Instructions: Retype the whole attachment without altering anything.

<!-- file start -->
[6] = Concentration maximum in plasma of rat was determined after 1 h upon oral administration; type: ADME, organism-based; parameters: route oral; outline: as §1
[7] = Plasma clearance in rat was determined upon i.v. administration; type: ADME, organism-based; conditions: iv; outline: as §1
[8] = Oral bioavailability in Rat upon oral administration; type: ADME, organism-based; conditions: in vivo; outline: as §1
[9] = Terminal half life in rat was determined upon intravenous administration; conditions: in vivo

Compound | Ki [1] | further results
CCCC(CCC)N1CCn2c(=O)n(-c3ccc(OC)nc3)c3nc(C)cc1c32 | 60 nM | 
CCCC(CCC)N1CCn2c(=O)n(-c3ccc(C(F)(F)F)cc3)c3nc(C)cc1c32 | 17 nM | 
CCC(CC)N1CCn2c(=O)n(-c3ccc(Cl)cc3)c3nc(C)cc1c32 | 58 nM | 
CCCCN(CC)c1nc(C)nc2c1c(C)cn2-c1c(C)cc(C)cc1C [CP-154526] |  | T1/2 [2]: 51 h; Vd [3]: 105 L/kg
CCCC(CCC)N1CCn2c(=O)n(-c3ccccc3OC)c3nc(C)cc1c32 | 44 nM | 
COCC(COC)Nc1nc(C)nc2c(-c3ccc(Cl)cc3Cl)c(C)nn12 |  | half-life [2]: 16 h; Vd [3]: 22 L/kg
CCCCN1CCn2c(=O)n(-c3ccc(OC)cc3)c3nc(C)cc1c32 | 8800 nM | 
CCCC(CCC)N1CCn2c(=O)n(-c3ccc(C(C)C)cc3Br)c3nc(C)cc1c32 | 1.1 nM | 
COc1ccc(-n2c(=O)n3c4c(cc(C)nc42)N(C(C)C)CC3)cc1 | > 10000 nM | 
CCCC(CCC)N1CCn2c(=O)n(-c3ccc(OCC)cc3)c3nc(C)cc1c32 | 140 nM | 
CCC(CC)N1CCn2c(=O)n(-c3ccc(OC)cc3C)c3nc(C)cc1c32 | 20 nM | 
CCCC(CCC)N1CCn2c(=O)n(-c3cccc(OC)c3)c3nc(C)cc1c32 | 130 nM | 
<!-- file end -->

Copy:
[6] = Concentration maximum in plasma of rat was determined after 1 h upon oral administration; type: ADME, organism-based; parameters: route oral; outline: as §1
[7] = Plasma clearance in rat was determined upon i.v. administration; type: ADME, organism-based; conditions: iv; outline: as §1
[8] = Oral bioavailability in Rat upon oral administration; type: ADME, organism-based; conditions: in vivo; outline: as §1
[9] = Terminal half life in rat was determined upon intravenous administration; conditions: in vivo

Compound | Ki [1] | further results
CCCC(CCC)N1CCn2c(=O)n(-c3ccc(OC)nc3)c3nc(C)cc1c32 | 60 nM | 
CCCC(CCC)N1CCn2c(=O)n(-c3ccc(C(F)(F)F)cc3)c3nc(C)cc1c32 | 17 nM | 
CCC(CC)N1CCn2c(=O)n(-c3ccc(Cl)cc3)c3nc(C)cc1c32 | 58 nM | 
CCCCN(CC)c1nc(C)nc2c1c(C)cn2-c1c(C)cc(C)cc1C [CP-154526] |  | T1/2 [2]: 51 h; Vd [3]: 105 L/kg
CCCC(CCC)N1CCn2c(=O)n(-c3ccccc3OC)c3nc(C)cc1c32 | 44 nM | 
COCC(COC)Nc1nc(C)nc2c(-c3ccc(Cl)cc3Cl)c(C)nn12 |  | half-life [2]: 16 h; Vd [3]: 22 L/kg
CCCCN1CCn2c(=O)n(-c3ccc(OC)cc3)c3nc(C)cc1c32 | 8800 nM | 
CCCC(CCC)N1CCn2c(=O)n(-c3ccc(C(C)C)cc3Br)c3nc(C)cc1c32 | 1.1 nM | 
COc1ccc(-n2c(=O)n3c4c(cc(C)nc42)N(C(C)C)CC3)cc1 | > 10000 nM | 
CCCC(CCC)N1CCn2c(=O)n(-c3ccc(OCC)cc3)c3nc(C)cc1c32 | 140 nM | 
CCC(CC)N1CCn2c(=O)n(-c3ccc(OC)cc3C)c3nc(C)cc1c32 | 20 nM | 
CCCC(CCC)N1CCn2c(=O)n(-c3cccc(OC)c3)c3nc(C)cc1c32 | 130 nM | 